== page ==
Author Archives: Christopher Schwarz

Christopher Schwarz

About Christopher Schwarz

Chris is a contributing editor to Popular Woodworking Magazine and the publisher at Lost Art Press. He's a hand-tool enthusiast (though he uses power tools, too).

Friendly Handworks Advice

If you’re headed to Handworks in Iowa this weekend, please do stop by the Lost Art Press and Crucible booths in the Festhalle to say hello. Your editor, Megan Fitzpatrick, has volunteered to give us a hand when she isn’t off exploring the amazing show. If this is your first Handworks, here are a...

sliding lid box opener

Japanese Sliding-lid Box

This clever and simple piece is great for storing tools, toys or a kimono by Christopher Schwarz from the December 2015 issue While picking though a table of vintage Japanese tools for sale in 2013, I spotted this sliding-lid box under the vendor’s table; it was blackened by age, soot and rust. Despite its...

Practical Workshop

Build Your Practical Workshop

  In this excerpt from “The Practical Workshop: A Woodworker’s Guide to Workbenches, Layout & Tools,” Christopher Schwarz discusses how the book can help you build your practical workshop quickly and effectively – so you can spend less time setting up your space and more time woodworking.  Over the years I’ve seen some of the most incredible...

Meet the ‘Jimmy Possum’ Chair

I’ve long been fascinated by legends involving old chairmakers. Here in Kentucky we had Chester Cornett, an enigmatic bearded maker of the wildest ladderbacks and rockers I’ve seen. In Indiana we had a chairmaker in the southern part of the state who in the early 20th century made ladderbacks with a woven seat that...

Beer as a Furniture Stain

Beer shows up in many accounts of early workshop life. Not only was it an important source of nutrition, it also served as payment for trespasses and a way to mark important days in the shop, such as when an apprentice was promoted to journeyman. Beer also shows up in workshop recipes and for...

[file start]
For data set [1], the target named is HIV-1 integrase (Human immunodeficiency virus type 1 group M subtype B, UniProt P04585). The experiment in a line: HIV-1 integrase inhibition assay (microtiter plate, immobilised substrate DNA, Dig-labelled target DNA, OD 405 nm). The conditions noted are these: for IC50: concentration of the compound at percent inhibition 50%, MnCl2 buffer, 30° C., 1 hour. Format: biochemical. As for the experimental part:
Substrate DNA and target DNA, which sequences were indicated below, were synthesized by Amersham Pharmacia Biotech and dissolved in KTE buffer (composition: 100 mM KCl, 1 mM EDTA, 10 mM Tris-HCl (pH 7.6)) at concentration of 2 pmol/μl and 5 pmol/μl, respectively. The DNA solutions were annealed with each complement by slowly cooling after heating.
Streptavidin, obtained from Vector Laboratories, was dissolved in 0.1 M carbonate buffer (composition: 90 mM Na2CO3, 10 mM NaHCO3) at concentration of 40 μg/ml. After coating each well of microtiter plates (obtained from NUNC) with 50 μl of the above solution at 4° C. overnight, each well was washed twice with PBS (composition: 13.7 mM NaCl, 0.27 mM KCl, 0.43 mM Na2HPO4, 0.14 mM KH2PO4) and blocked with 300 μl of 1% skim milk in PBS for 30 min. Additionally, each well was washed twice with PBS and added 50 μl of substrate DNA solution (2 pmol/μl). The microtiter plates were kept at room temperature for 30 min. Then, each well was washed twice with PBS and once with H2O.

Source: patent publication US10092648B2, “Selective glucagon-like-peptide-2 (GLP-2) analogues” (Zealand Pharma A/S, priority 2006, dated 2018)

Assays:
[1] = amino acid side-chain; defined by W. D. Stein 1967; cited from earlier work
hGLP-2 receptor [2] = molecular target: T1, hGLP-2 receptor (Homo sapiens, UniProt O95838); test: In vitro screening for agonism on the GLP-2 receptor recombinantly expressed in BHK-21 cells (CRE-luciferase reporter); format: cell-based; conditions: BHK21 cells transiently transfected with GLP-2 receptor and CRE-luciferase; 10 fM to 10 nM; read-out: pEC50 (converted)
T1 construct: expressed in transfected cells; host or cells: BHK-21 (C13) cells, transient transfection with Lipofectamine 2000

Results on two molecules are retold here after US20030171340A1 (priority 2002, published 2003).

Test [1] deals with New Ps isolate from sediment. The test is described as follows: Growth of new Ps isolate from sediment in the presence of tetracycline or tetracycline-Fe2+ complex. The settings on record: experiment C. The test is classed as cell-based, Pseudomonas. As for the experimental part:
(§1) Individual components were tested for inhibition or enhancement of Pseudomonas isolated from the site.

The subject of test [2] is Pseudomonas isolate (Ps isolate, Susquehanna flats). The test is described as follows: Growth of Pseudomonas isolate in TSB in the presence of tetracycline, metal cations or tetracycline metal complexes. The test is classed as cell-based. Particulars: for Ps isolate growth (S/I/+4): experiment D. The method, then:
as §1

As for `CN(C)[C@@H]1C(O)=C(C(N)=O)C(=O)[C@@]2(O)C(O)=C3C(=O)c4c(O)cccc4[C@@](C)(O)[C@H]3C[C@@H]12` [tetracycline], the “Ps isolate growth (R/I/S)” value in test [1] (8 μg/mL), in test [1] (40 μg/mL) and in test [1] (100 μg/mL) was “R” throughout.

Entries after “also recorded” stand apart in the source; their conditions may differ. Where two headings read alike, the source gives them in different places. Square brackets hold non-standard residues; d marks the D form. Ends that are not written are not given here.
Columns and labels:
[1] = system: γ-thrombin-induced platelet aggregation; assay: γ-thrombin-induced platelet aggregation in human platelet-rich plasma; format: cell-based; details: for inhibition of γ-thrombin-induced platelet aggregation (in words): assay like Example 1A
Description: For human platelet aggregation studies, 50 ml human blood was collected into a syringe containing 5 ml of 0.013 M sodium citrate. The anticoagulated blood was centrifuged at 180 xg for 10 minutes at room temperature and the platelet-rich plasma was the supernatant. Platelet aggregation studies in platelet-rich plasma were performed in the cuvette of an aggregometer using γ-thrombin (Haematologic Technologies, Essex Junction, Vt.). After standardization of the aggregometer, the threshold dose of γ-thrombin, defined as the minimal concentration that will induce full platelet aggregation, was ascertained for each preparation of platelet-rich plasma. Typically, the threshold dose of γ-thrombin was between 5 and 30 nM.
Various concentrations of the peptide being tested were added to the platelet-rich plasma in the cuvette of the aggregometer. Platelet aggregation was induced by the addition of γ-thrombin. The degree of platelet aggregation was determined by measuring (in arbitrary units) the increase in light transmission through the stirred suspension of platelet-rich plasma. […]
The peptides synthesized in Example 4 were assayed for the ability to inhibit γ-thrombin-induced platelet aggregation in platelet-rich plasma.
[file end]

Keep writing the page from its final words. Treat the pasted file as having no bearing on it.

Planing Away Low Spots in Panels

One of the most frustrating parts of using a smooth plane is when you have a low spot on your board that simply refuses to be planed out. There are several strategies. Here are just a few: Just keep planing as usual until you are an old man or woman. Drop down to a...

In Praise of Knots, the Defect that is Watching You

When I went to the lumberyard to buy the stock for my first project of my own design I picked through the store’s entire stack of 1x12s to find the boards with the most attractive constellation of knots. I wasn’t trying to be cheeky or make a statement (other than “I like knots”). I...

Big Panels? Don’t Tarry

Gluing up narrow boards into big panels stresses out many beginning woodworkers. Sorry to say it, but I have another stressor to put on your shoulders: Don’t tarry. Schnell. Andele. Large panels are like manicured lawns. Right after you mow and trim your yard, it looks like a golf course or a military haircut....

Another Benefit of a Curved Plane Iron

I sharpen a curve on the cutting edge of all my bench planes and block planes. The curve prevents the corners of the iron from leaving behind “plane tracks” – those ugly little steps. But there are many other benefits to using a curved iron. Here’s one more: It can make your mortise-and-tenon joinery...